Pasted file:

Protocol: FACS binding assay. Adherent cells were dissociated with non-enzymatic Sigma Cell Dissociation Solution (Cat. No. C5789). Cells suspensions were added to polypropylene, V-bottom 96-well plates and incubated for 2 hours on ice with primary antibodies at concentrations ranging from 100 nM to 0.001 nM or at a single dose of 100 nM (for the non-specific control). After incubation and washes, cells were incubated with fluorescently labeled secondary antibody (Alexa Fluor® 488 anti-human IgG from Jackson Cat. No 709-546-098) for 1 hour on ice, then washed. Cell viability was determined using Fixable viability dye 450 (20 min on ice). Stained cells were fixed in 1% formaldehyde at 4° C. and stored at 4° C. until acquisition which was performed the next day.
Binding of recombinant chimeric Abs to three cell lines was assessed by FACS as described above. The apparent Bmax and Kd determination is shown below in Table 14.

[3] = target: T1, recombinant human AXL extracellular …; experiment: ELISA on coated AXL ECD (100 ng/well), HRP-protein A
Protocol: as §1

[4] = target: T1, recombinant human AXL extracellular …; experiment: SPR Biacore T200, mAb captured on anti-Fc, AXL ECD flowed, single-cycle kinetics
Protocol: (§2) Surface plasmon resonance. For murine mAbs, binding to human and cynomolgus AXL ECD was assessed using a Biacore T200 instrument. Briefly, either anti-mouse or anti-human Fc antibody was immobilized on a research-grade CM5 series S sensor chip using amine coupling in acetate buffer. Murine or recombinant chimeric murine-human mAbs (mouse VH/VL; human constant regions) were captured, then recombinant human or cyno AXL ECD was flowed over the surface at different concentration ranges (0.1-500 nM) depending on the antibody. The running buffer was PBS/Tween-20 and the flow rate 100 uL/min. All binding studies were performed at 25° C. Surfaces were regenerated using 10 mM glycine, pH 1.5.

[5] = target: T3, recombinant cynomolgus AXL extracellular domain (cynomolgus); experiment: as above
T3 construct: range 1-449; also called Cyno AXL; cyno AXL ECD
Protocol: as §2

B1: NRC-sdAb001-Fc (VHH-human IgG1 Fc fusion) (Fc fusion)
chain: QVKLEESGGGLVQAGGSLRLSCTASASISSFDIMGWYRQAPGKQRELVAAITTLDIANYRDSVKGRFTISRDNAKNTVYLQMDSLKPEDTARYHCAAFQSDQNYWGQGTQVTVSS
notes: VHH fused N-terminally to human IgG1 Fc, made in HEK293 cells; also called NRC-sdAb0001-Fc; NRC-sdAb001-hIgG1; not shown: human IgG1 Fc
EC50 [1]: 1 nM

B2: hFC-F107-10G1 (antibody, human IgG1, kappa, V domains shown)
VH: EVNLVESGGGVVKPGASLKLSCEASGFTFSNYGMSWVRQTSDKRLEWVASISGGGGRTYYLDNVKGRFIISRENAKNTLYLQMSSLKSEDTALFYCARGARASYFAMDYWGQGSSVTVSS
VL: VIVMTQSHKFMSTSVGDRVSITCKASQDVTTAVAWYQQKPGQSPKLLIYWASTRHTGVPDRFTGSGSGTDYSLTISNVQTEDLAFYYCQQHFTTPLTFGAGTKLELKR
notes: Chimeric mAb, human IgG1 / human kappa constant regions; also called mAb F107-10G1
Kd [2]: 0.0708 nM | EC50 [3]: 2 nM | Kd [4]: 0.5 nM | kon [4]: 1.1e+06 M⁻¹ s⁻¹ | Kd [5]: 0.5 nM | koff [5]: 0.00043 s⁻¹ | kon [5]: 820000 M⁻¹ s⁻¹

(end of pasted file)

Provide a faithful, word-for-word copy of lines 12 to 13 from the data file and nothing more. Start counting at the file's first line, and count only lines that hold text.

notes: VHH fused N-terminally to human IgG1 Fc, made in HEK293 cells; also called NRC-sdAb0001-Fc; NRC-sdAb001-hIgG1; not shown: human IgG1 Fc
EC50 [1]: 1 nM